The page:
The weather in the Amazon is more often dry nowadays and when it is, the world's biggest rainforest produces vast quantities of CO2. This may be the forest's death warrant, with serious consequences for the climate. Wageningen researchers see both signs of stress and a suprising degree of resilience.
A lot of water combined with heat and sunlight provide ideal conditions for luxuriant plant growth. This becomes apparent when rain suddenly becomes scarce, as it did in 2005, 2010 and 2015. The vegetation grew at a slower pace and there were more forest fires.
The forest remains a tropical rainforest
Drought causes problems for trees and other plants which are used to a humid environment. The crowns of trees thin out and some trees die off completely. The response of forests to more frequent droughts is surprising: the forest may change in the composition of species present but it remains tropical rainforest, with more or less the same amount of biomass and of sequestrated CO2.
Research chair group Meteorology and Air Quality
Ingrid van der Laan-Luijkx, a postdoc at the Meteorology and Air Quality chair group, can see such effects from Wageningen by studying the air quality above the Amazon. Van der Laan's lab is working with Brazilian researchers who take regular air samples from a small plane at different altitudes above the Amazon.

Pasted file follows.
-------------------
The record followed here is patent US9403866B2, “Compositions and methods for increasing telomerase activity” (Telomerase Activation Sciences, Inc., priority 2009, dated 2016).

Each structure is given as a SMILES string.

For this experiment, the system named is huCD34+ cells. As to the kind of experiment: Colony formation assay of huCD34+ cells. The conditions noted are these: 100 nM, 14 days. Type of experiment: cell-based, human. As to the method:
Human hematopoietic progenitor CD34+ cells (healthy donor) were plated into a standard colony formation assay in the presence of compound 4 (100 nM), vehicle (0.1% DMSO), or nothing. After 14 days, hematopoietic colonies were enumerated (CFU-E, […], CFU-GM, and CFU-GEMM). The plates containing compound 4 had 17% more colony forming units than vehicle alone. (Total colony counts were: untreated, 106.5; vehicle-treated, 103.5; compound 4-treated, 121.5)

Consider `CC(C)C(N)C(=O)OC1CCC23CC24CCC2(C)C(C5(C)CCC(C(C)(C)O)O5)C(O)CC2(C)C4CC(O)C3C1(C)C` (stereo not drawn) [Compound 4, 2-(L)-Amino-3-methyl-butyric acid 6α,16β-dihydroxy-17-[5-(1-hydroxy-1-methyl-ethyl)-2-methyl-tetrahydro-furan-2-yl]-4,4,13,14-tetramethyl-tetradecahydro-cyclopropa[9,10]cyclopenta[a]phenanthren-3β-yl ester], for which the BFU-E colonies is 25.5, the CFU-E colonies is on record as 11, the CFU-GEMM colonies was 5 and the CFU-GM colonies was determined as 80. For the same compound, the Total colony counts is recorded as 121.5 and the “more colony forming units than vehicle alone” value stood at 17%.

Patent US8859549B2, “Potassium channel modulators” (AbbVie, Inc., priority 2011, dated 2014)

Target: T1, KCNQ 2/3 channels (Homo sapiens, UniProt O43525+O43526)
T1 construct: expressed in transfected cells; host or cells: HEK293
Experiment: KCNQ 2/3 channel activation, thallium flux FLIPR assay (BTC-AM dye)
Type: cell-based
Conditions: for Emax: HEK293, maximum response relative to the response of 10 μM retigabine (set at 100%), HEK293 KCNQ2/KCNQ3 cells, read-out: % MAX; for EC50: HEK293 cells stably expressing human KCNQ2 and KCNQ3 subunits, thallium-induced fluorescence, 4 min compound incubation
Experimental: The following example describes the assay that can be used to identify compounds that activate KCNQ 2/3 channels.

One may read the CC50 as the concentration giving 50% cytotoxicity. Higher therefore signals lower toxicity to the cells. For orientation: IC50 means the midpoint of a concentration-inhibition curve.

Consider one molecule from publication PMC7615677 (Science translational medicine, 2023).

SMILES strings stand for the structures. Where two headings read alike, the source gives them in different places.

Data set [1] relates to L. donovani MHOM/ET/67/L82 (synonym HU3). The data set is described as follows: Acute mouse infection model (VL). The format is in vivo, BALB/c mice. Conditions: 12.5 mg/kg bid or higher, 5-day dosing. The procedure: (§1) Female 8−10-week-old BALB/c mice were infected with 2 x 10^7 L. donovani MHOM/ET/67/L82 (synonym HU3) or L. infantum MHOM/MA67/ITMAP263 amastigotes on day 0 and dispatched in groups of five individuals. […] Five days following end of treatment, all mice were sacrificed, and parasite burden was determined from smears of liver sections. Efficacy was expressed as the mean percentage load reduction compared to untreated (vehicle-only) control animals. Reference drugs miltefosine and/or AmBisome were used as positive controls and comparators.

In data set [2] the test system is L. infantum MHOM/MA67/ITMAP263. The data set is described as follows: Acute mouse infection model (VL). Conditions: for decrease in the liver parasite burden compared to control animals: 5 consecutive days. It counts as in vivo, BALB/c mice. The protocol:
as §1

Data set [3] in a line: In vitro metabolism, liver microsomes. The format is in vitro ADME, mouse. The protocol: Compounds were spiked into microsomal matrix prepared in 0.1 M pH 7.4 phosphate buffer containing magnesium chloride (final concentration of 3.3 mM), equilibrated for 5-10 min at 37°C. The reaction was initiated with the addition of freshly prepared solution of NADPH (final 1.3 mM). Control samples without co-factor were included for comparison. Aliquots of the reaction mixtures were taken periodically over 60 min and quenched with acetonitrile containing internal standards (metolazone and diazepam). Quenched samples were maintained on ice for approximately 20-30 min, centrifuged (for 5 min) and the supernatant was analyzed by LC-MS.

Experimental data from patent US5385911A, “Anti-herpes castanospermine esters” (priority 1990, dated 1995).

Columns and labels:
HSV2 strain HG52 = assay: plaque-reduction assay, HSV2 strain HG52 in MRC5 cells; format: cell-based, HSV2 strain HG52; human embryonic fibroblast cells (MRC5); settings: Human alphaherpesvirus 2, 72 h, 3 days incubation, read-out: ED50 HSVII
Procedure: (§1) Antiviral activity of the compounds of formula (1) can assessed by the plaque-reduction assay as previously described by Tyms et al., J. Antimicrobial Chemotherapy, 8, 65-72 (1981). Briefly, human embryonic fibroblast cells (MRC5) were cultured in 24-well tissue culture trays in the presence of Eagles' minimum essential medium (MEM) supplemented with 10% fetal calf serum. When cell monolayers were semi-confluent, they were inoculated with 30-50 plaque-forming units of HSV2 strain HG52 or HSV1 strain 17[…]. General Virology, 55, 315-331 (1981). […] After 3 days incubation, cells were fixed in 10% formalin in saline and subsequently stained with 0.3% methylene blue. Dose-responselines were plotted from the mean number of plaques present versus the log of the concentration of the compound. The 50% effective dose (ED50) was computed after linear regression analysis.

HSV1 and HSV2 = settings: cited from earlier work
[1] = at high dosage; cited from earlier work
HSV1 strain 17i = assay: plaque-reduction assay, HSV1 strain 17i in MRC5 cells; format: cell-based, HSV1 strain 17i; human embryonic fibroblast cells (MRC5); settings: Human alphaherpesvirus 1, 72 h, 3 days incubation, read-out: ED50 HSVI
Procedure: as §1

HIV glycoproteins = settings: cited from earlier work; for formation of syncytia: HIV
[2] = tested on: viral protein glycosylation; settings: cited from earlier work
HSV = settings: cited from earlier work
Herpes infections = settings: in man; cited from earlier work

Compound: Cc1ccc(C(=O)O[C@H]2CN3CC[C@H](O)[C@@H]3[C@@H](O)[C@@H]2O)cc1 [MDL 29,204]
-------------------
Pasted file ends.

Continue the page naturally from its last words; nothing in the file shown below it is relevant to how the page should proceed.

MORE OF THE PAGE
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Publications about the Amazon
Data from: A 7000-year history of changing plant trait composition in an Amazonian landscape; the role of humans and climate
Trait divergence and habitat specialization in tropical floodplain forests trees
PLoS ONE 14 (2019)2. - ISSN 1932-6203
Perceptions of integrated crop-livestock systems for sustainable intensification in the Brazilian Amazon
Land Use Policy 82 (2019). - ISSN 0264-8377 - p. 841 - 853.
Compositional response of Amazon forests to climate change
Global Change Biology 25 (2019)1. - ISSN 1354-1013 - p. 39 - 56.
Integrated culture of Nile tilapia and Amazon river prawn in stagnant ponds, using nutrient-rich water and substrates
Aquaculture 503 (2019). - ISSN 0044-8486 - p. 111 - 117.
Rainfall monitoring network design using conditioned Latin hypercube sampling and satellite precipitation estimates: An application in the ungauged Ecuadorian Amazon
International Journal of Climatology 39 (2019)4. - ISSN 0899-8418 - p. 2209 - 2223.
Embolism resistance drives the distribution of Amazonian rainforest tree species along hydro-topographic gradients
New Phytologist 221 (2019)3. - ISSN 0028-646X - p. 1457 - 1465.
Spatial variation of carbon and nutrients stocks in Amazonian Dark Earth
Geoderma 337 (2019). - ISSN 0016-7061 - p. 322 - 332.
Response of the river discharge in the Tocantins River Basin, Brazil, to environmental changes and the associated effects on the energy potential
Regional Environmental Change 19 (2019)1. - ISSN 1436-3798 - p. 193 - 204.
Data from: Disturbance intensity is a stronger driver of biomass recovery than remaining tree-community attributes in a managed Amazonian forest